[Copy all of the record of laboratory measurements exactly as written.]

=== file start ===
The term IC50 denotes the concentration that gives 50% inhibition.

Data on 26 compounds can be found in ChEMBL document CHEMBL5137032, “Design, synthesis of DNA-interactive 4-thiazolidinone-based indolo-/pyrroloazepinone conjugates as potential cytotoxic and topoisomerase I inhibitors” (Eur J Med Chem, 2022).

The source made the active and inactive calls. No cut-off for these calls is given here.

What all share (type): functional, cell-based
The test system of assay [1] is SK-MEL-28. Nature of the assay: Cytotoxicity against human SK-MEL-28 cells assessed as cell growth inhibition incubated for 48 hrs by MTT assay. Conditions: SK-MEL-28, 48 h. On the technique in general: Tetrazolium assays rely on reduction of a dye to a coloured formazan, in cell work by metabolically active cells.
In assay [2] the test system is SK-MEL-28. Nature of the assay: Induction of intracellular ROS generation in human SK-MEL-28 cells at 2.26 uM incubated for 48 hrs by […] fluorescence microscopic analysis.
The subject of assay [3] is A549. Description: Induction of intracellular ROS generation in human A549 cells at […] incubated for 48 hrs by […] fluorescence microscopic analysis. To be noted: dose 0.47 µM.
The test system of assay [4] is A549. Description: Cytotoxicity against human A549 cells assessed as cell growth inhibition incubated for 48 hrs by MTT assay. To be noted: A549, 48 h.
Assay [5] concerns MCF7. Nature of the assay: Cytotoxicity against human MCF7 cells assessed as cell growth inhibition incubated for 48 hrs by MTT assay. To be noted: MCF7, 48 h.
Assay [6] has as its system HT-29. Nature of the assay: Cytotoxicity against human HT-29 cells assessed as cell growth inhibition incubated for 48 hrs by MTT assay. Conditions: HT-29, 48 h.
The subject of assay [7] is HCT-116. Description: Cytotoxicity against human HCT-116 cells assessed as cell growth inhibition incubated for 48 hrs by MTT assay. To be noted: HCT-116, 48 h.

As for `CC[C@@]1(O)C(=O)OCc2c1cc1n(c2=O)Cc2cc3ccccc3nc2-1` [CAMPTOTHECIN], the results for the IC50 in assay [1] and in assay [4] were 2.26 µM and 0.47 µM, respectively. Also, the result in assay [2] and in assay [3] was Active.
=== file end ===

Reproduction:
The term IC50 denotes the concentration that gives 50% inhibition.

Data on 26 compounds can be found in ChEMBL document CHEMBL5137032, “Design, synthesis of DNA-interactive 4-thiazolidinone-based indolo-/pyrroloazepinone conjugates as potential cytotoxic and topoisomerase I inhibitors” (Eur J Med Chem, 2022).

The source made the active and inactive calls. No cut-off for these calls is given here.

What all share (type): functional, cell-based
The test system of assay [1] is SK-MEL-28. Nature of the assay: Cytotoxicity against human SK-MEL-28 cells assessed as cell growth inhibition incubated for 48 hrs by MTT assay. Conditions: SK-MEL-28, 48 h. On the technique in general: Tetrazolium assays rely on reduction of a dye to a coloured formazan, in cell work by metabolically active cells.
In assay [2] the test system is SK-MEL-28. Nature of the assay: Induction of intracellular ROS generation in human SK-MEL-28 cells at 2.26 uM incubated for 48 hrs by […] fluorescence microscopic analysis.
The subject of assay [3] is A549. Description: Induction of intracellular ROS generation in human A549 cells at […] incubated for 48 hrs by […] fluorescence microscopic analysis. To be noted: dose 0.47 µM.
The test system of assay [4] is A549. Description: Cytotoxicity against human A549 cells assessed as cell growth inhibition incubated for 48 hrs by MTT assay. To be noted: A549, 48 h.
Assay [5] concerns MCF7. Nature of the assay: Cytotoxicity against human MCF7 cells assessed as cell growth inhibition incubated for 48 hrs by MTT assay. To be noted: MCF7, 48 h.
Assay [6] has as its system HT-29. Nature of the assay: Cytotoxicity against human HT-29 cells assessed as cell growth inhibition incubated for 48 hrs by MTT assay. Conditions: HT-29, 48 h.
The subject of assay [7] is HCT-116. Description: Cytotoxicity against human HCT-116 cells assessed as cell growth inhibition incubated for 48 hrs by MTT assay. To be noted: HCT-116, 48 h.

As for `CC[C@@]1(O)C(=O)OCc2c1cc1n(c2=O)Cc2cc3ccccc3nc2-1` [CAMPTOTHECIN], the results for the IC50 in assay [1] and in assay [4] were 2.26 µM and 0.47 µM, respectively. Also, the result in assay [2] and in assay [3] was Active.